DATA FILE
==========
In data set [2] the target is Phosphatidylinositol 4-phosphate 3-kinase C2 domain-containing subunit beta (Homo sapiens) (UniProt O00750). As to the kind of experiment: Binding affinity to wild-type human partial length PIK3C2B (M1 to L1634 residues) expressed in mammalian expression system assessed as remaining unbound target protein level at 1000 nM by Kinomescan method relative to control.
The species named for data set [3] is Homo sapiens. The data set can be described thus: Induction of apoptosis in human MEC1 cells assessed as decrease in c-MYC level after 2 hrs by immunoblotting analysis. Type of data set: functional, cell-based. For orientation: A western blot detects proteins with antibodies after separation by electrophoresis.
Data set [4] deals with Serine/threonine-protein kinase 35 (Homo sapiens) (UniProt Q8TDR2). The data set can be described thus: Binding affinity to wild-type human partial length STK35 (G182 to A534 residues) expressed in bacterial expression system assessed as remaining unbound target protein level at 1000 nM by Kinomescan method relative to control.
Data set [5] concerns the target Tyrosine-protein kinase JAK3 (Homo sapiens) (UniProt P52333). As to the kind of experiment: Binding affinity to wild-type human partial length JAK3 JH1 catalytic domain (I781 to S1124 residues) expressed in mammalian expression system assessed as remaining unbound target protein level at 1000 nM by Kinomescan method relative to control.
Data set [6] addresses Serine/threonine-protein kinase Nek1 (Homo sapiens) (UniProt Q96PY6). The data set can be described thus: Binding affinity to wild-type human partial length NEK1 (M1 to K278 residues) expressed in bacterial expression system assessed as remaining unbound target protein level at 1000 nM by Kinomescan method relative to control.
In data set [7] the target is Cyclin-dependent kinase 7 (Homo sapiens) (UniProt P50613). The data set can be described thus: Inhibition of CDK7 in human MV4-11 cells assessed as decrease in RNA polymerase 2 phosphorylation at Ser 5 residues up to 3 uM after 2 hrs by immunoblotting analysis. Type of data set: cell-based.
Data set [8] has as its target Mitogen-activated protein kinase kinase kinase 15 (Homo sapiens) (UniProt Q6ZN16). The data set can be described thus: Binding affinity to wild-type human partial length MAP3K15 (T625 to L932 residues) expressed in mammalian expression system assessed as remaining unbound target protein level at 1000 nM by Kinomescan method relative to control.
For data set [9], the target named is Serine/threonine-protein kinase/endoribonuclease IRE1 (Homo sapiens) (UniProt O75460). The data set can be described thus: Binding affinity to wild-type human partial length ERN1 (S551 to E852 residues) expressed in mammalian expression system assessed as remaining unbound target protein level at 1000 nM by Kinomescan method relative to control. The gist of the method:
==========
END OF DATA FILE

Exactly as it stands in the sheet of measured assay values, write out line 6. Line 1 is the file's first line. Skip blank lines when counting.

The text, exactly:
In data set [7] the target is Cyclin-dependent kinase 7 (Homo sapiens) (UniProt P50613). The data set can be described thus: Inhibition of CDK7 in human MV4-11 cells assessed as decrease in RNA polymerase 2 phosphorylation at Ser 5 residues up to 3 uM after 2 hrs by immunoblotting analysis. Type of data set: cell-based.